Another potential benefit of carb cycling is the predictability. For people who like structure and a very detailed meal plan, this approach can limit ambiguity and take away cravings when you know you can fit most foods into your diet. This makes it potentially more sustainable for the long term.
How to do carb cycling
To do carb cycling, first you want to have a good idea of your calorie needs and macro breakdown (use this handy macro calculator to get started). Next, plan out a typical week of workouts, deciding when you will have high intensity workouts, HIIT vs endurance workouts, and when you’ll take rest days.
Based on your workout plan, you’ll want to choose which days you’ll follow a higher carb diet (between 50-60% of your calories coming from carbs) and which days you’ll stick to low carb (between 30-40% of your calories from carbs).
Consider alternating these days if possible, knowing that your lower carb days will include higher amounts of protein and healthy fats. If you vary your rest days (i.e. sitting on the couch one day vs talking a long walk), you might also want to incorporate moderate-level carb days.
Make Sure You’re Eating Enough
Undereating can really slow down progress towards your goals. Whether you’re trying to build muscle or lose weight, not consuming enough calories can lead to burning muscle and slowing down your metabolism long term.
So, even though you’re limiting carbs, be sure to replace those missing calories with high quality sources of protein and healthy fats.
Balance your macros
Using the macro calculator referenced above, get your ideal macros, then use the various activity levels to get an idea of how to change up your carb intake based on your planned workouts.
Another approach is to calculate your macros once, then determine what percentage of your calories are coming from carbs — and use that to target 50-60% on high carb days and 30-40% on low carb days. If you’re still not sure where to start, reach out to a registered dietitian for help.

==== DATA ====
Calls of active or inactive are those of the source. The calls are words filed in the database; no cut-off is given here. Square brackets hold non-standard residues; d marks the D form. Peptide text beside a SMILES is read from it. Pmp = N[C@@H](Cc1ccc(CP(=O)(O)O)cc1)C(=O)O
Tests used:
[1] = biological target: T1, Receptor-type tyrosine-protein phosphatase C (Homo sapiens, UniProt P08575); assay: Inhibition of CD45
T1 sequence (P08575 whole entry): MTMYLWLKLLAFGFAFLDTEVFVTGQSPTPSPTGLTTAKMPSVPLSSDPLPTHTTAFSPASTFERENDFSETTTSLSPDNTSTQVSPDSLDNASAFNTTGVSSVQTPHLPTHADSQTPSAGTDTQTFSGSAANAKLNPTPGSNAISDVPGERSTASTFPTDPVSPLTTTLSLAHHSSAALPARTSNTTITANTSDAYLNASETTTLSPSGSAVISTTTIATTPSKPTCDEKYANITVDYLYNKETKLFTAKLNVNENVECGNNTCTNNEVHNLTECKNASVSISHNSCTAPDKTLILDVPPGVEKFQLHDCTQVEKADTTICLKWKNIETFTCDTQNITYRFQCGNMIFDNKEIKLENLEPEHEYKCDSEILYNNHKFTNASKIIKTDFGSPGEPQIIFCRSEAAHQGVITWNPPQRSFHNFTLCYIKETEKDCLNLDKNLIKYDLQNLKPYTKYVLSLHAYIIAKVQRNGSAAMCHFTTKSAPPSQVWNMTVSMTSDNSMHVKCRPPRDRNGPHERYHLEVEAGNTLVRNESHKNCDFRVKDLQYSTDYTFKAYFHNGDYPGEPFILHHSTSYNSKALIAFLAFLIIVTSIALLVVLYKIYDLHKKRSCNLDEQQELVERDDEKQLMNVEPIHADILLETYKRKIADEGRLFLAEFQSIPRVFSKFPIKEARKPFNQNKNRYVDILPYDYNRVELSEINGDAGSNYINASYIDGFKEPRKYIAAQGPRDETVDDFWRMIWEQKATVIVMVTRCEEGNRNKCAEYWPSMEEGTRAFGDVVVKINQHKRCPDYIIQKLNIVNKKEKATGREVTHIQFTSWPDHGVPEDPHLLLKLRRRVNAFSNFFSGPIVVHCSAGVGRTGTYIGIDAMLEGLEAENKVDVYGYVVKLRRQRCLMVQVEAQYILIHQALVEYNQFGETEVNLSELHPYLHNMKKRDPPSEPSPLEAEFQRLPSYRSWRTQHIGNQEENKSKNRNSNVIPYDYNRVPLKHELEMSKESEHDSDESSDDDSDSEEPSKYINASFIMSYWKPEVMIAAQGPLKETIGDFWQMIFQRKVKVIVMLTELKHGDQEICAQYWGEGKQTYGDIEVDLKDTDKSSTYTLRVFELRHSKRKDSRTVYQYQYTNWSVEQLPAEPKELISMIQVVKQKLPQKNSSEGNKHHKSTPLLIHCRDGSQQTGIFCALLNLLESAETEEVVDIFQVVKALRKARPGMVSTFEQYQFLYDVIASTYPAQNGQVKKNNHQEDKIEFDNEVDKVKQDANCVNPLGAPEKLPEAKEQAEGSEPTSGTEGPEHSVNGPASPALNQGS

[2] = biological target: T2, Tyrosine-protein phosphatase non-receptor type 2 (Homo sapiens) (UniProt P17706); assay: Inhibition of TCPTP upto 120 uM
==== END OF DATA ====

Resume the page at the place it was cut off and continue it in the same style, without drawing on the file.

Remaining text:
Choose high quality carbs
So, now that you know you can use carbs to your advantage, don’t forget that you need to choose the best kinds of carbs for optimal results.
Focus on carbs that provide other nutrition — like fibre (fruits and veggies), calcium (dairy products), and whole grains (vitamins and minerals).
While chocolate cake and whole grain bread are both primarily sources of carbohydrate, the first isn’t giving you much benefit while the second is packed with good-for-you nutrients.
Don’t forget you need to properly hydrate no matter what your carb levels are for the day. When you’re on a higher carb day and your muscles need carbs for fuel, water is a key part of the reaction that frees the energy from the carbs you eat.
If you’re working out extra hard and sweating a lot, you might choose to use a sports drink with electrolytes - but don’t forget to add in any carbs that those drinks might contain.
Plan your meals
The key to successful carb cycling is planning your meals (including macros and carbs) ahead of time.
This way you know exactly what to eat to meet your goals and can reduce the temptation to stray from your plan. The chart below is based on a 2000 calorie goal.
This plan is for someone who plans on intense workouts Monday, Thursday, and Saturday, with an active rest day on Wednesday and low activity Tuesday, Friday, and Sunday.
Take Home Message
Carb cycling can be a flexible dieting option, but it still requires some planning and calculation to be successful. Because it doesn’t cut out carbs completely, it can feel more achievable than a very low carb diet.
Matching up your activity habits with your meal plan is a key to seeing the results you want with carb cycling.